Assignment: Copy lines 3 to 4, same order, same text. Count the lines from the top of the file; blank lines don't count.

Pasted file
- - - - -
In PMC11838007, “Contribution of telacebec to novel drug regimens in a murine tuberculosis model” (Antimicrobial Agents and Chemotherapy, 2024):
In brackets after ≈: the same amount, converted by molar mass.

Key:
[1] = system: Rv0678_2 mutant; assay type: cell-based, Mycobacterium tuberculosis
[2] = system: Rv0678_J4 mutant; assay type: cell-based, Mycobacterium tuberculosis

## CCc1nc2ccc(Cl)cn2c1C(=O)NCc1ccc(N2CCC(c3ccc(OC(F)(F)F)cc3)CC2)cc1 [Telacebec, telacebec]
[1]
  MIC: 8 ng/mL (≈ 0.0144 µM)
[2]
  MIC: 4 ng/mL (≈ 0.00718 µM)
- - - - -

Key:
[1] = system: Rv0678_2 mutant; assay type: cell-based, Mycobacterium tuberculosis